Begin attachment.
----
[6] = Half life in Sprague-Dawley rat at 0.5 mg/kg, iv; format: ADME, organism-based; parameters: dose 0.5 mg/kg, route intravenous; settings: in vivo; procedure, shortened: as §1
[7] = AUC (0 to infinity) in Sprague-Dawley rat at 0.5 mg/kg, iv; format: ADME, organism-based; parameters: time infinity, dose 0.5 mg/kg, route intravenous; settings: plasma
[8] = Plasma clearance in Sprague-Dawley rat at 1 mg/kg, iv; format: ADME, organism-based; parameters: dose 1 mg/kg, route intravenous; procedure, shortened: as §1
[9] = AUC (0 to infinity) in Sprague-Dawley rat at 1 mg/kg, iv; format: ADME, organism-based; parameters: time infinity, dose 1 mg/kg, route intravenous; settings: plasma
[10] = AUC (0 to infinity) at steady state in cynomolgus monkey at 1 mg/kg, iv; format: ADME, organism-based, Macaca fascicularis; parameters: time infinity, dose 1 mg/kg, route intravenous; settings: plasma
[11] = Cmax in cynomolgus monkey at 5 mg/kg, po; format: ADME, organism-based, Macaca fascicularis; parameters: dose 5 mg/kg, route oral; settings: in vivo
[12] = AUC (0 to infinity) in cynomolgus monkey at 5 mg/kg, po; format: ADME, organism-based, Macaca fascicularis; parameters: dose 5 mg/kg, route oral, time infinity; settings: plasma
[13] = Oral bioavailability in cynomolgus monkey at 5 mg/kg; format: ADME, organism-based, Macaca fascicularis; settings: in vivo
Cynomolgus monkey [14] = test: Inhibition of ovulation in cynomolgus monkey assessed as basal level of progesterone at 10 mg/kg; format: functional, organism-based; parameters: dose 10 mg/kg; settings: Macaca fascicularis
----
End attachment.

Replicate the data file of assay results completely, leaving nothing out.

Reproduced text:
[6] = Half life in Sprague-Dawley rat at 0.5 mg/kg, iv; format: ADME, organism-based; parameters: dose 0.5 mg/kg, route intravenous; settings: in vivo; procedure, shortened: as §1
[7] = AUC (0 to infinity) in Sprague-Dawley rat at 0.5 mg/kg, iv; format: ADME, organism-based; parameters: time infinity, dose 0.5 mg/kg, route intravenous; settings: plasma
[8] = Plasma clearance in Sprague-Dawley rat at 1 mg/kg, iv; format: ADME, organism-based; parameters: dose 1 mg/kg, route intravenous; procedure, shortened: as §1
[9] = AUC (0 to infinity) in Sprague-Dawley rat at 1 mg/kg, iv; format: ADME, organism-based; parameters: time infinity, dose 1 mg/kg, route intravenous; settings: plasma
[10] = AUC (0 to infinity) at steady state in cynomolgus monkey at 1 mg/kg, iv; format: ADME, organism-based, Macaca fascicularis; parameters: time infinity, dose 1 mg/kg, route intravenous; settings: plasma
[11] = Cmax in cynomolgus monkey at 5 mg/kg, po; format: ADME, organism-based, Macaca fascicularis; parameters: dose 5 mg/kg, route oral; settings: in vivo
[12] = AUC (0 to infinity) in cynomolgus monkey at 5 mg/kg, po; format: ADME, organism-based, Macaca fascicularis; parameters: dose 5 mg/kg, route oral, time infinity; settings: plasma
[13] = Oral bioavailability in cynomolgus monkey at 5 mg/kg; format: ADME, organism-based, Macaca fascicularis; settings: in vivo
Cynomolgus monkey [14] = test: Inhibition of ovulation in cynomolgus monkey assessed as basal level of progesterone at 10 mg/kg; format: functional, organism-based; parameters: dose 10 mg/kg; settings: Macaca fascicularis